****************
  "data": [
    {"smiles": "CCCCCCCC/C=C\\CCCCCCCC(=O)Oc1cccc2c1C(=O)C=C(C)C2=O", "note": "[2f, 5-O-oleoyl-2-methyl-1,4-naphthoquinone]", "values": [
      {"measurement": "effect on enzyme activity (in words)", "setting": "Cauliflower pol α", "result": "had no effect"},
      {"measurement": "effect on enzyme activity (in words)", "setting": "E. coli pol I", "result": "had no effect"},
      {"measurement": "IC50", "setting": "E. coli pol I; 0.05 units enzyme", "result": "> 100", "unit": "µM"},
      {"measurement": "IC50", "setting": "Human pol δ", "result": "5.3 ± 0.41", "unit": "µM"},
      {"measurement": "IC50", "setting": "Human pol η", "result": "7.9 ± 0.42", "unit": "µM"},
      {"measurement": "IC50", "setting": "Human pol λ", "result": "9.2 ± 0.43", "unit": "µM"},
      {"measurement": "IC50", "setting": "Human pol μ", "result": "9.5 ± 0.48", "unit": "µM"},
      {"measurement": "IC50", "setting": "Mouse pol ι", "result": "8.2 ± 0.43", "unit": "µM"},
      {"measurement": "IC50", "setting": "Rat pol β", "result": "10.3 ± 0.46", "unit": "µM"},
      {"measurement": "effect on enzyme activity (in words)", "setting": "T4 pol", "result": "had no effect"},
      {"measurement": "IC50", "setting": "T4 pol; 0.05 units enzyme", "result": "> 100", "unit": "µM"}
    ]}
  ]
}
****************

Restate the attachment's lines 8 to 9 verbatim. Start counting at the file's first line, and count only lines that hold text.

      {"measurement": "IC50", "setting": "Human pol λ", "result": "9.2 ± 0.43", "unit": "µM"},
      {"measurement": "IC50", "setting": "Human pol μ", "result": "9.5 ± 0.48", "unit": "µM"},